By: David Randall, Ph.D.
(David Randall is Executive Director and Resident Scholar with the American Research and Policy Institute in Washington, DC. His published peer-reviewed research focuses on health care entitlements, health data analytics and the application of health information technology. Dr. Randall also serves as an Advisory Board member of the Solve.Care Foundation).
The global and U.S. healthcare marketplace is huge! With over 8 trillion dollars spent globally and over 3 trillion in the U.S in 2018, the numbers represent spending that dwarfs most industry segments. Herein lie the opportunity and associated challenges in applying new financing regimes that can potentially represent a fundamental shift in how health care is financed using decentralized financing (DeFi) and distributed ledger technology (DLT). As a result of the amount of money associated with the many facets of health care financing, there is an almost endless set of use cases to deploy DeFi solutions using DLT and a token environment that promotes community involvement and transparency that is lacking today.
DeFi has exploded in its use and popularity in the last few months as evidenced by the rapid issuance of governance tokens and projects. DeFi may be defined as the movement that promotes the use of decentralized networks and open-source software to create multiple types of financial services and products.
The current traditional financing environment can best be characterized as centralized as directly evidenced by the volume of financing across major industry groups controlled by large money-center banking institutions. Much of their activity and pricing remain opaque and largely profitable, even in a long-term low interest rate environment. DeFi changes this equation by providing transparency in lending and borrowing as well as introducing community-based involvement in lending to set standards and rates through the use of governance mechanisms such as token voting.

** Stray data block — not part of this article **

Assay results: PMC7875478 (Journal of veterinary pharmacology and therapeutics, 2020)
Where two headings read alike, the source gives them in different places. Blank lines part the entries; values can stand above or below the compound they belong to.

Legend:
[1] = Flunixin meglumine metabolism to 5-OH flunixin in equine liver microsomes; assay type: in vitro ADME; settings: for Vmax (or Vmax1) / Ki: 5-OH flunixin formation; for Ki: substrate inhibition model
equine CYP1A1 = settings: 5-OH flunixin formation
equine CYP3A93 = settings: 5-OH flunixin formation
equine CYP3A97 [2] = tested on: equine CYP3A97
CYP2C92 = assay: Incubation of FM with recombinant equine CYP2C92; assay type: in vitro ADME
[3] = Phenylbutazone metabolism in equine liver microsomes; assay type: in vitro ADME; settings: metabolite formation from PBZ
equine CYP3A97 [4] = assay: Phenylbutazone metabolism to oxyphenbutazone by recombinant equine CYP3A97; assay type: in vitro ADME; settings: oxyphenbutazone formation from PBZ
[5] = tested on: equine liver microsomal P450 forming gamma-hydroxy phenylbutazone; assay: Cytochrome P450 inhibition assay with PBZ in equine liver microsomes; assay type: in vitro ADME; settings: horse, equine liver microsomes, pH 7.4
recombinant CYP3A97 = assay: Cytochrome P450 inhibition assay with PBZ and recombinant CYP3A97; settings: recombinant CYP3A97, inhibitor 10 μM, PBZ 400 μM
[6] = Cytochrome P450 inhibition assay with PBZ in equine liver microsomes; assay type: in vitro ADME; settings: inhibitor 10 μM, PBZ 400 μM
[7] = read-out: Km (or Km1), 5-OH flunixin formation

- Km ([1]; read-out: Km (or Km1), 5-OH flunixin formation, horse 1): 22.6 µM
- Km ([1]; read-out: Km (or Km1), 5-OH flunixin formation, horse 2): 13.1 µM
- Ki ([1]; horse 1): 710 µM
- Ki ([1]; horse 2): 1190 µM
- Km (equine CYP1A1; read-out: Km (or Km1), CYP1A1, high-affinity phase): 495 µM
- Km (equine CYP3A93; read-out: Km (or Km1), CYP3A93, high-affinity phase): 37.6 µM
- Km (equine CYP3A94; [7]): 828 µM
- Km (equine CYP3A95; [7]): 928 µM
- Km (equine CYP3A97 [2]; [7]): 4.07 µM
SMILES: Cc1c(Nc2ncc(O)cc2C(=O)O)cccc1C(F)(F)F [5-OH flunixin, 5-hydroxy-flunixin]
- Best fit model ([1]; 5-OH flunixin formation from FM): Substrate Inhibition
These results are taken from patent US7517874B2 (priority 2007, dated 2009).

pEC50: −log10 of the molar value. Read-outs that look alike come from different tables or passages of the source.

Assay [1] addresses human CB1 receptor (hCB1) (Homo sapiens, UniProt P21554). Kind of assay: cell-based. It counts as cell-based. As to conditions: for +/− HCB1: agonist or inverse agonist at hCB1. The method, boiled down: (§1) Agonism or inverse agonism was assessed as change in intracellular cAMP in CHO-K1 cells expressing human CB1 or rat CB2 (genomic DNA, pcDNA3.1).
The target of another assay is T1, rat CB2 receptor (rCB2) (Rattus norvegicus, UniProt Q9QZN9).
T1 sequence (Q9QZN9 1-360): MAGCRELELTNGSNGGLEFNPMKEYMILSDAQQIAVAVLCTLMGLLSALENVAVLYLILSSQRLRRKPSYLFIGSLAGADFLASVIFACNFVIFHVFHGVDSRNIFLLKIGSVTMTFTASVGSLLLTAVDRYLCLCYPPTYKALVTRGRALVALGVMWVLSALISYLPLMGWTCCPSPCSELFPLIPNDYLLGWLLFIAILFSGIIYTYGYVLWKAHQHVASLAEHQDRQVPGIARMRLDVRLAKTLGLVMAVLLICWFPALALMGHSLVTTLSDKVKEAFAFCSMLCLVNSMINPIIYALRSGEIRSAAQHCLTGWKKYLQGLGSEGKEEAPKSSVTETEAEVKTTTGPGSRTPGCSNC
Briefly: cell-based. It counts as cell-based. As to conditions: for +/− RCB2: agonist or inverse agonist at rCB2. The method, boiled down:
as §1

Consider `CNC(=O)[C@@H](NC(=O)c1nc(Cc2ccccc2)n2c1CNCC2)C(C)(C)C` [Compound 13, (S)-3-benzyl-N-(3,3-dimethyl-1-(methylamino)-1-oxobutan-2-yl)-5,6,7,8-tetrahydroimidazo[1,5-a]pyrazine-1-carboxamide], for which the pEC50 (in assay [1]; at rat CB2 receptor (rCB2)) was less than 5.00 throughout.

The healthcare system in the U.S and around the world is complex, expensive, and fragmented in a myriad of financing mechanisms. Blockchain technology applications have the potential to transform our current use of health information technology and the associated hardware and software infrastructure, as suggested by published peer-reviewed research. The underlying technology and associated cryptocurrency with its decentralized architecture suggest a range of applications that can bring cost savings and efficiencies versus traditional legacy systems currently in use in not only the public healthcare space but also in associated private market participants. There are numerous applications that can be implemented in public programs in the U.S. healthcare system using blockchain technology.
The fundamental promise of the blockchain is the underlying information technology (IT) architecture and its ‘unbreakable’ chain of data entries that allow for secure and open transactions. The decentralized and distributed database of a blockchain that contains data allows for an auditable and distributed ledger that allows all to see every transaction. The open-source attributes of the blockchain make the technology a natural fit for the requirements associated with the complexities of transaction laden systems associated with health information technology in the public and private sectors.